This is an opinion I sometimes remember when seeing some code. Don’t take it as a strong advice, or a rule, but instead as a general guideline that might help you to improve the code slightly.
On this post I will share a tiny and opinionated argument about why there are usually better things to do in the code instead of just pass.
Disclaimer: I am not saying that pass should be banned from the language, or that is an anti-pattern, or a bad idiom. Nothing like that. If that were the case, it wouldn’t be a keyword (and we know how few keywords Python has, and how hard it is to introduce a new one, so it’s there for a good reason).
However, what I do argue, is that some of the nice features of Python are often over-used, and the temptation to abuse a nice feature shadows better opportunities.
For example, when defining exceptions:
It’s better to place a docstring explaining its raison d’etre, which eliminates the necessity for the pass and the empty body:
This also complies with the general good practice of “use docstrings in eveery function, class, and module defined”. In my opinion, it’s a much better choice.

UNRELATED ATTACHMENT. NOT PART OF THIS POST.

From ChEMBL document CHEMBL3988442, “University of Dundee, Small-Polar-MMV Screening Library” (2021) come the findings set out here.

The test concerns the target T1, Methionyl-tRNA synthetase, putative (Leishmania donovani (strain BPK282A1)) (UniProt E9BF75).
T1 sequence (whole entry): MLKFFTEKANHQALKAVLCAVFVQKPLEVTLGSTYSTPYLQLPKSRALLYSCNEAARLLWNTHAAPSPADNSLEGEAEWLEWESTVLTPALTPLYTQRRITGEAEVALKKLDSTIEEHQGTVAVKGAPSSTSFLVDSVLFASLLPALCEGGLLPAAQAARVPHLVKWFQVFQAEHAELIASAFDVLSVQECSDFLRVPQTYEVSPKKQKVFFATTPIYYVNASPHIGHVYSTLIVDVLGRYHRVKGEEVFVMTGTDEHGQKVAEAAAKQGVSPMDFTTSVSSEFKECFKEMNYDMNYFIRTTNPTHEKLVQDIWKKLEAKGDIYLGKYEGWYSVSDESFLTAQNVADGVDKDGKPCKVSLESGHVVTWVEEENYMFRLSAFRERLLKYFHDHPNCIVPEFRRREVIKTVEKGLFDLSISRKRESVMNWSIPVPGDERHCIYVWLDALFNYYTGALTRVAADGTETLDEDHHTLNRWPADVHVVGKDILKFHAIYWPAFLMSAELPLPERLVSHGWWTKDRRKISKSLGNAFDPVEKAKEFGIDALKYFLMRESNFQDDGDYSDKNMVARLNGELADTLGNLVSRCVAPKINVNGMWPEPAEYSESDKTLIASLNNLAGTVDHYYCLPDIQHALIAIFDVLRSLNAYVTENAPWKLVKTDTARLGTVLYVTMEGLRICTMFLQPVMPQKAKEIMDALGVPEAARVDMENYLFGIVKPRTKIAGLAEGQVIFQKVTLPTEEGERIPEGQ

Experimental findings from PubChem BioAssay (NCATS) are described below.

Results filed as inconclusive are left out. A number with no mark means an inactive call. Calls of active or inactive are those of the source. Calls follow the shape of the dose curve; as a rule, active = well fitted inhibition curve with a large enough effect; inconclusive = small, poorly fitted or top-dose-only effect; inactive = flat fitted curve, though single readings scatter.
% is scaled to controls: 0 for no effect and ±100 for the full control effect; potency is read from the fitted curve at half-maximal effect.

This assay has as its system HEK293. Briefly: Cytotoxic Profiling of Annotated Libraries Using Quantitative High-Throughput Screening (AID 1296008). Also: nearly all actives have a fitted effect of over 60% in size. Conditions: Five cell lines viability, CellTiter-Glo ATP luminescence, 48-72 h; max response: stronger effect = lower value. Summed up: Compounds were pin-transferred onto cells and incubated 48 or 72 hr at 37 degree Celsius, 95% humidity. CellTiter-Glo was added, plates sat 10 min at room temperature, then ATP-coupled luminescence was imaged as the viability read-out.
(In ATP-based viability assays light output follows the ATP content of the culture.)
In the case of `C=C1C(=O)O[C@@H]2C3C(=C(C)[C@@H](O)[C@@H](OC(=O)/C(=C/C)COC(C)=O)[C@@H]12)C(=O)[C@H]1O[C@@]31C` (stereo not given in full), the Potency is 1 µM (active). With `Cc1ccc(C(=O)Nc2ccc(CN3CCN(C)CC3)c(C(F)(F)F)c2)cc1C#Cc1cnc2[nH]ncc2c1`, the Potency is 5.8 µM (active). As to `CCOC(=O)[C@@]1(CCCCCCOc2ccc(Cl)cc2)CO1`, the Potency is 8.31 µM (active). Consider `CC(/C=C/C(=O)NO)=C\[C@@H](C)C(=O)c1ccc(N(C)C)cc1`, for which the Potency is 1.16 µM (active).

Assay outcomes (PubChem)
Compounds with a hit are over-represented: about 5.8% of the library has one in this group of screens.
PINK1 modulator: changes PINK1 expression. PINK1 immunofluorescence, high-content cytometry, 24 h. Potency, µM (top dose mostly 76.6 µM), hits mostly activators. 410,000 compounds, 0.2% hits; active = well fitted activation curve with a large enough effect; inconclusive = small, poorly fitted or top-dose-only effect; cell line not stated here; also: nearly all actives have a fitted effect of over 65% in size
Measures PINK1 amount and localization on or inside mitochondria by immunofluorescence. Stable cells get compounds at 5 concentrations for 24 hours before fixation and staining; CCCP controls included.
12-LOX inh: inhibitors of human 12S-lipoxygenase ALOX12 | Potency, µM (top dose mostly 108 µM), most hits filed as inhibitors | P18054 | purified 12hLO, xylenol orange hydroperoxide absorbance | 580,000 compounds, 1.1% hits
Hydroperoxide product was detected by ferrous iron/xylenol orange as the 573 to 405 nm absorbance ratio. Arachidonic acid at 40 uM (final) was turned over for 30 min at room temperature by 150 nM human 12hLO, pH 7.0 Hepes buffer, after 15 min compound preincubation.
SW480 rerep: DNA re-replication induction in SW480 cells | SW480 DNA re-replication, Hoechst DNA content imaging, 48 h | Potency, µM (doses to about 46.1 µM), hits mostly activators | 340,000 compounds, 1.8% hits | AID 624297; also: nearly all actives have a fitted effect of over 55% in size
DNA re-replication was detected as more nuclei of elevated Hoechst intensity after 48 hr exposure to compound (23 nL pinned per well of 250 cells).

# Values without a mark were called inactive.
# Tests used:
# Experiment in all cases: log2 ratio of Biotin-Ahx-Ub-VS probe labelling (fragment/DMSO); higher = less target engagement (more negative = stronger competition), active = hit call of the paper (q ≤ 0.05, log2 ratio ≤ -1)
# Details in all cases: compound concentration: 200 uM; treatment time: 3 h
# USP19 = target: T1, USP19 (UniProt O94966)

The same criteria applies for empty base classes.
How about when dealing with exceptions?
Sometimes, the occurrence of an exception is a controlled scenario, and again pass looks really tempting:
Here the worst part is not even the pass, but the comment! Yes, comments represent our failure to express our ideas into code, and they are therefore, bad. We can cheat a little bit here, but (on the bright side), do something more useful: How about logging the message?
If all of this seems unnecessary, we can suppress the exception:
There are lots of cases like this when using the keyword pass seems like a viable option. And again, I’m not saying it’s a bad choice. I’m only inviting you to think more about it, and try to find a better alternative.